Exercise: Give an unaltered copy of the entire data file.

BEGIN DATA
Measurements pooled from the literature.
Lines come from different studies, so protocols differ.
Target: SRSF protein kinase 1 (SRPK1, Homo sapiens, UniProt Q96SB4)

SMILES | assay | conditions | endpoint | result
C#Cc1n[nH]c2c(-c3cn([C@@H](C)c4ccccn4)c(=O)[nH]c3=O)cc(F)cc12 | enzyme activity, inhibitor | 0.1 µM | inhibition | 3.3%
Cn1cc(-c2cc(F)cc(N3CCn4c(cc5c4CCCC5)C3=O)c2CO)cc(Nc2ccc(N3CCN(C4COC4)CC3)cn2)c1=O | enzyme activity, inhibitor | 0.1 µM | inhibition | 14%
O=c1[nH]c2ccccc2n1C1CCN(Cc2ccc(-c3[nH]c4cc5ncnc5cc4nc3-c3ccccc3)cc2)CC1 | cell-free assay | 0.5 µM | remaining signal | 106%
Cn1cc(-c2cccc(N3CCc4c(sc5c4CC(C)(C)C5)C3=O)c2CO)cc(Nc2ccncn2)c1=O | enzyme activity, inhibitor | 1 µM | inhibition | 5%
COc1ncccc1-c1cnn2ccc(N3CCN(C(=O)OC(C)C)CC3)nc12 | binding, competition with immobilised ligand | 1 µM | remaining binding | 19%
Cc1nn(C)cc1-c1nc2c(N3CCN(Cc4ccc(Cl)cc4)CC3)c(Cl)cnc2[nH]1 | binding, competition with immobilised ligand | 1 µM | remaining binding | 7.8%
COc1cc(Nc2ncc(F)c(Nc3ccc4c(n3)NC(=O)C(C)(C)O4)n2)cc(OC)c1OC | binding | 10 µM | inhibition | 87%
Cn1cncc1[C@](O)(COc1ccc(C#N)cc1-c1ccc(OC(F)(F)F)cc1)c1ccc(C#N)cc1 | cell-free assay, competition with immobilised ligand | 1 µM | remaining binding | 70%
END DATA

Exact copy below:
Measurements pooled from the literature.
Lines come from different studies, so protocols differ.
Target: SRSF protein kinase 1 (SRPK1, Homo sapiens, UniProt Q96SB4)

SMILES | assay | conditions | endpoint | result
C#Cc1n[nH]c2c(-c3cn([C@@H](C)c4ccccn4)c(=O)[nH]c3=O)cc(F)cc12 | enzyme activity, inhibitor | 0.1 µM | inhibition | 3.3%
Cn1cc(-c2cc(F)cc(N3CCn4c(cc5c4CCCC5)C3=O)c2CO)cc(Nc2ccc(N3CCN(C4COC4)CC3)cn2)c1=O | enzyme activity, inhibitor | 0.1 µM | inhibition | 14%
O=c1[nH]c2ccccc2n1C1CCN(Cc2ccc(-c3[nH]c4cc5ncnc5cc4nc3-c3ccccc3)cc2)CC1 | cell-free assay | 0.5 µM | remaining signal | 106%
Cn1cc(-c2cccc(N3CCc4c(sc5c4CC(C)(C)C5)C3=O)c2CO)cc(Nc2ccncn2)c1=O | enzyme activity, inhibitor | 1 µM | inhibition | 5%
COc1ncccc1-c1cnn2ccc(N3CCN(C(=O)OC(C)C)CC3)nc12 | binding, competition with immobilised ligand | 1 µM | remaining binding | 19%
Cc1nn(C)cc1-c1nc2c(N3CCN(Cc4ccc(Cl)cc4)CC3)c(Cl)cnc2[nH]1 | binding, competition with immobilised ligand | 1 µM | remaining binding | 7.8%
COc1cc(Nc2ncc(F)c(Nc3ccc4c(n3)NC(=O)C(C)(C)O4)n2)cc(OC)c1OC | binding | 10 µM | inhibition | 87%
Cn1cncc1[C@](O)(COc1ccc(C#N)cc1-c1ccc(OC(F)(F)F)cc1)c1ccc(C#N)cc1 | cell-free assay, competition with immobilised ligand | 1 µM | remaining binding | 70%